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School Reform Arts Integration

When people ask me for the short answer on the power of arts integration, I tell them, "school reform." When they ask for a solid example, I tell them to look up the work of the Kenan Institute and North Carolina's "A+ Schools." This program was quite powerful in demonstrating not only arts integration's promises but also its ability to act as a driver of school reform:

The A+ Schools Program, sponsored by the Kenan Institute for the Arts,
is a comprehensive school reform that views the arts as fundamental to how teachers teach and how students learn.  The A+ approach to learning draws on Howard Gardner’s (1983, 1991) extensive research on multiple intelligences and other recent research on the brain and learning. By design, A+ rejects the dichotomy of creativity vs. instrumentality that historically has constrained the role of the arts in education reform.  Rather than seeing the arts and the creative thinking they foster as necessarily distinct from core academic subjects, A+’s premise is that the arts can open up deeper understandings of the curriculum precisely because their creativity taps into the multiple ways that students learn.  A+ is a truly comprehensive education reform because it begins with a vision of arts-integrated instruction creating enhanced learning opportunities for all students.  Other changes in school practice, in areas ranging from assessment to scheduling to parent involvement, radiate out as necessary to achieve that central vision (A+ Lessons [4-page pdf]).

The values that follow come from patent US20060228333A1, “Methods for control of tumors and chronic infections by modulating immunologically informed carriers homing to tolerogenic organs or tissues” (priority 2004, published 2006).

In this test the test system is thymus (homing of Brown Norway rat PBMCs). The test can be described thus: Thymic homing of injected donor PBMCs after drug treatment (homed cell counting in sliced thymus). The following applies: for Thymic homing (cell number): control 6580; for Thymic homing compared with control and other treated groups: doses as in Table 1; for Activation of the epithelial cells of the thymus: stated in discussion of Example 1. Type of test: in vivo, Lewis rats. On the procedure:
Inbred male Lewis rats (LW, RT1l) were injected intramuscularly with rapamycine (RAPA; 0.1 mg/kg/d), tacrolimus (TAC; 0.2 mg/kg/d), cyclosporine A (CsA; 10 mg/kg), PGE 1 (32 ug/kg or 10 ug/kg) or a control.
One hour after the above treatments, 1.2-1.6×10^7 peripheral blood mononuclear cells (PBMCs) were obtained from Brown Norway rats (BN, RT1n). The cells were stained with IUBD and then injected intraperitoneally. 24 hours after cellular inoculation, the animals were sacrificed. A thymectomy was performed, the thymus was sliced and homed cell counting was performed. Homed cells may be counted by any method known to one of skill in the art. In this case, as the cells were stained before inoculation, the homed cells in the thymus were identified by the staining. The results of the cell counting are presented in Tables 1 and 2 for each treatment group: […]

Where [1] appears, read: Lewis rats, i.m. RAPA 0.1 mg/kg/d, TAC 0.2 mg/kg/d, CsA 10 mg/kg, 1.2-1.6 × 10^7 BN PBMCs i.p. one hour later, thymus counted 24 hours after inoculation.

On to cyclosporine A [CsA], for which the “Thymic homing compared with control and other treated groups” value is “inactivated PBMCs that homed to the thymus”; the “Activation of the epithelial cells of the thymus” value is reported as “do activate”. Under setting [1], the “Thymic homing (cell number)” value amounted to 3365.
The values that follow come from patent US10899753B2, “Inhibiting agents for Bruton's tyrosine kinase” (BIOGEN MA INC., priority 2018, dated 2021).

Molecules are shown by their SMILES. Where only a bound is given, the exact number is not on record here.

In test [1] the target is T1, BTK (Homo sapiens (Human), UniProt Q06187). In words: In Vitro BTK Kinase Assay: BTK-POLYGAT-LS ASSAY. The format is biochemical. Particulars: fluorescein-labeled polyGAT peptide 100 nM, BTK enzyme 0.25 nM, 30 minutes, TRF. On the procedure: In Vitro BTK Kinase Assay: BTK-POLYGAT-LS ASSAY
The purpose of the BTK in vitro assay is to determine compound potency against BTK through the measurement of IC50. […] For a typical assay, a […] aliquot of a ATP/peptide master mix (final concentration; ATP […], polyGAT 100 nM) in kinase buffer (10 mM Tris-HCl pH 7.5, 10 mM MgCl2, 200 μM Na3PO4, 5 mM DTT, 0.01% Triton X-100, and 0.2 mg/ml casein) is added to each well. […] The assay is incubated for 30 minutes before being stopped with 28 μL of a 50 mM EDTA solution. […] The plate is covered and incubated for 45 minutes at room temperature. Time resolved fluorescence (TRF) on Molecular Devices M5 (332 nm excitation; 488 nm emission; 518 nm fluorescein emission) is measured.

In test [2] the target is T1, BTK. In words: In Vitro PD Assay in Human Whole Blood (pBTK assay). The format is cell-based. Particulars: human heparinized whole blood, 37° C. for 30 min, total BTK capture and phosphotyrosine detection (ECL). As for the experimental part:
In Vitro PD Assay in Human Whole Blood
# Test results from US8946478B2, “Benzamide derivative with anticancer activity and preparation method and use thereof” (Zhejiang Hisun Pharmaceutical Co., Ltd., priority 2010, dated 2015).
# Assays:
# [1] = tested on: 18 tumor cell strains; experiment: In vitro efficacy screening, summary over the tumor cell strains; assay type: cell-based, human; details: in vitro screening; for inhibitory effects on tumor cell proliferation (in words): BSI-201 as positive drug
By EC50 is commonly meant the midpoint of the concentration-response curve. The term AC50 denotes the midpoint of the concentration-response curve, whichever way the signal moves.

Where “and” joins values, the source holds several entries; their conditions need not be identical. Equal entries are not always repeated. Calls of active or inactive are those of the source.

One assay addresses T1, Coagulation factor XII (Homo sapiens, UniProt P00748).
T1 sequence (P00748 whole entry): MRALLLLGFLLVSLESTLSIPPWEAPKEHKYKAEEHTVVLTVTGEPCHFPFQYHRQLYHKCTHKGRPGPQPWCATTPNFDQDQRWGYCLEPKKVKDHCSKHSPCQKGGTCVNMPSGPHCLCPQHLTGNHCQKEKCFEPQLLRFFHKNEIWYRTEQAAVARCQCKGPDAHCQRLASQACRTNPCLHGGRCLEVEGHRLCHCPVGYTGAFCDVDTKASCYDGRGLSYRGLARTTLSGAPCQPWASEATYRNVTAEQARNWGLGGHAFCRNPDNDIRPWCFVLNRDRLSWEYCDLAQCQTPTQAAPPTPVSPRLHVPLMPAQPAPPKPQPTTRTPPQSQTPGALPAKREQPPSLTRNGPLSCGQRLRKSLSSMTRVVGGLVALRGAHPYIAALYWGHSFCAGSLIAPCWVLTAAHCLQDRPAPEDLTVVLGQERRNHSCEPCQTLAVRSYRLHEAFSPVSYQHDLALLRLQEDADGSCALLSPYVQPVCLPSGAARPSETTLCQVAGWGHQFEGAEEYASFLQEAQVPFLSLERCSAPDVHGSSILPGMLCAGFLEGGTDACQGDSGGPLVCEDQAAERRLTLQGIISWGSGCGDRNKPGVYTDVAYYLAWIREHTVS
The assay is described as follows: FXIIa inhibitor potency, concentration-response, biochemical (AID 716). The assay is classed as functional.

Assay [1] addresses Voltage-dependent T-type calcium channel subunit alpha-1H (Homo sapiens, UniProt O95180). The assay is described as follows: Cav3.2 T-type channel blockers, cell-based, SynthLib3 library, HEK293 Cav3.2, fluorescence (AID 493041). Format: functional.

Some of the most powerful findings in this project are, reform doesn't end when the pilot does, investments in human capital  result in a resilient reform, leveraging the power of a network, adopting a school-wide approach to professional development, emphasizing the professional in professional development, and facilitating a process.

Some of the best effects on teachers are instructional change, collaborative work and richer more educationally substantive assessment. This resulted in enriched academic environments for students, increases equity in access to the curriculum, improved attitudes, attendance and behavior, and assessment results.

For the A+ Schools, the most powerful connections seem to center around arts integration that drives school reform, develops better assessment and results in greater learning for all students. Yes now.


Cindy D.

Hi Rob,

What do you think about this?

Report calls for re-energizing arts education http://www.jsonline.com/news/education/37339759.html

It looks like a multi-pronged approach, but one item in particular caught my eye: "making demonstrations of achievement in the arts a factor in deciding admission to public and private colleges and universities in Wisconsin" This approach seems somewhat problematic to me, but sends a very clear message that arts are important.

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